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Forecasting Future Driving Test Pass Rates

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Written by Tim Barnes-Clay

Every year, thousands of aspiring drivers across the country are examined on their hill starts, parallel parking and U-turns as part of their driving tests.

According to the DVLA, from April 2022 to April 2023, 1,668,995 driving tests were taken in the UK, registering an average pass rate of 48.4%.

Comparing these figures with driving test scores from 15 years ago shows that budding motorists have become increasingly successful, as only 44.2% of exams were passed in 2007. But can we expect this positive trend to persist in the years to come?

By analysing historical data from the DVLA, cinch has used a prediction tool to forecast pass rates in the future based on car test outcomes by gender.

Forecasting future pass rates

The prediction tool shows driving test pass rates increasing each year, amounting to an all-time record of 50.4% by 2040.

By April 2040, male and female learners are expected to have a better chance of officially becoming motorists. Women, in particular, are expected to massively improve their performance on the day of the test.

So far, the highest pass rate for female drivers in the UK has been in 2021/22, with the overall percentage of successful exams standing at 46.7%. According to the predictive data, the figures will rise exponentially over the next decade, with the average female pass rate reaching a solid 49.8% by 2040.   

What will future driving tests look like?

So, why are future budding drivers expected to register better pass rates over the next 15 years?

One of the reasons is that driving tests could change due to the advancement of car technology. This could allow learners to hit the road with more confidence both in their lessons and on the actual day of the test.

In the past few years, there have been plenty of tweaks to the practical test, allowing learners to make use of electronic handbrakes, hill-start assist and parking sensors. What’s more, in 2017, a section was added in which students are required to drive independently following the instructions from a sat-nav.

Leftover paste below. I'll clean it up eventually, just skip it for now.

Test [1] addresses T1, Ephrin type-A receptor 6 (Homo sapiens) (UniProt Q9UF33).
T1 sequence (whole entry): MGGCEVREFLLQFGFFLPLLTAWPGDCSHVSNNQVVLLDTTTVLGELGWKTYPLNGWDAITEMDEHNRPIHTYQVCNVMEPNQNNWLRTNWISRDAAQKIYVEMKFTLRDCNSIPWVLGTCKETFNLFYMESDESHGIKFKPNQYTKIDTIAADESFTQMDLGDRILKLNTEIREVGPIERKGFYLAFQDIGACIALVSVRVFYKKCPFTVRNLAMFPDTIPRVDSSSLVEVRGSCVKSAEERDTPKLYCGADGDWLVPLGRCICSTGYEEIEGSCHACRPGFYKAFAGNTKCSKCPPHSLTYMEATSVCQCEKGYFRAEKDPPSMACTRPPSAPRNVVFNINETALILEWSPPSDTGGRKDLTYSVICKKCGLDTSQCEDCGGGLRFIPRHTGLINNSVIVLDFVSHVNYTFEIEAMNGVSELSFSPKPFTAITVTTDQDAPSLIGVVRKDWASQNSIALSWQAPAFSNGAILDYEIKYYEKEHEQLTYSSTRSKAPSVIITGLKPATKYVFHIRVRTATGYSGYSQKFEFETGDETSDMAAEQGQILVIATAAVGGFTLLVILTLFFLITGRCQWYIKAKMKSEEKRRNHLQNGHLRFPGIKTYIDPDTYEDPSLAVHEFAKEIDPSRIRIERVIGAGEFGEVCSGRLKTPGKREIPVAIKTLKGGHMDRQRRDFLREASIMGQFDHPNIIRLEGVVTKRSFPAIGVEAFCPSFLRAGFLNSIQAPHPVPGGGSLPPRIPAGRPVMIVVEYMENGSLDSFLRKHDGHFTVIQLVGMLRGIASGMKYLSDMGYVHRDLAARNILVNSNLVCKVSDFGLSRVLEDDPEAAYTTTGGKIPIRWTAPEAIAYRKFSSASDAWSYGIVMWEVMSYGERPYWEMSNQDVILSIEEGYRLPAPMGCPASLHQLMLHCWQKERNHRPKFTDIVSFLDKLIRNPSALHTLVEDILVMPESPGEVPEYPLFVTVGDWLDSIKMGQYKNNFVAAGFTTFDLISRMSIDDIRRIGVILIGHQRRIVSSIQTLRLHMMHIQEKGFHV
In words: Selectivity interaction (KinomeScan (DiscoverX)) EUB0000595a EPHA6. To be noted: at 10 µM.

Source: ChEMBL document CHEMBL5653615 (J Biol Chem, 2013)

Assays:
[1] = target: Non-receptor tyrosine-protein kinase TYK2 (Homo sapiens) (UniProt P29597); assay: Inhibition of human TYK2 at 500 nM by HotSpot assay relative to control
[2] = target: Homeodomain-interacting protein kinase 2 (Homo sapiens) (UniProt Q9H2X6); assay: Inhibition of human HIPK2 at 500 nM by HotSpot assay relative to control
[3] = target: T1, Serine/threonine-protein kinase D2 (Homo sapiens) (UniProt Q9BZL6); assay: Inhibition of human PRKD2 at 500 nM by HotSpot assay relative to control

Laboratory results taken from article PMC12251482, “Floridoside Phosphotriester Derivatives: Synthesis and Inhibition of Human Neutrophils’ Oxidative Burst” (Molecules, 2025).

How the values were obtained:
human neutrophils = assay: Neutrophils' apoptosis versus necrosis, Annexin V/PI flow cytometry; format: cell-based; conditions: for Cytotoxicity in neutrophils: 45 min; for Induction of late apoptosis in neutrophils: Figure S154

In the years to come, those behind the wheel might be able to benefit from assisted driving features throughout the exam. These could include blind spot assistance, lane departure detection and forward collision warning, which alerts the driver of obstacles that might cause a crash and helps them keep a safe distance.

Simulated scenarios could also become standard practice. Virtual reality simulators might be used to train and assess a learner’s abilities in a realistic but controlled environment, allowing people to prove their skills without worrying about hazardous mistakes.

As part of an eco-conscious push, examiners might soon start asking questions about sustainable driving and fuel-efficient road behaviour. For instance, questions like ‘what tyre pressure is ideal for a car’s fuel consumption?’ and ‘how do you recharge an electric vehicle?’ might soon become the norm.

With the average pass rate predicted to increase throughout the next 15 years, we can expect more budding motorists to get hold of their driving licence. Thanks to innovative tech and potentially revised driving tests, nailing your exam might be just that extra easier.    

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